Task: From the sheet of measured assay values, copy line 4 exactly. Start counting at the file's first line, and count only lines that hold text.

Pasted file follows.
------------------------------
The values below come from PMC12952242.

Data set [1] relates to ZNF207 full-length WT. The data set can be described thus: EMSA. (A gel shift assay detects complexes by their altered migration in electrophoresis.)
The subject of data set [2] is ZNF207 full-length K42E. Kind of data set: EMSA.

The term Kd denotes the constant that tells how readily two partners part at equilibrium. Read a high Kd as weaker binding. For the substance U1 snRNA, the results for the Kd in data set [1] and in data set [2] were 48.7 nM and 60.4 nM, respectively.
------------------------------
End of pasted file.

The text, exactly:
The term Kd denotes the constant that tells how readily two partners part at equilibrium. Read a high Kd as weaker binding. For the substance U1 snRNA, the results for the Kd in data set [1] and in data set [2] were 48.7 nM and 60.4 nM, respectively.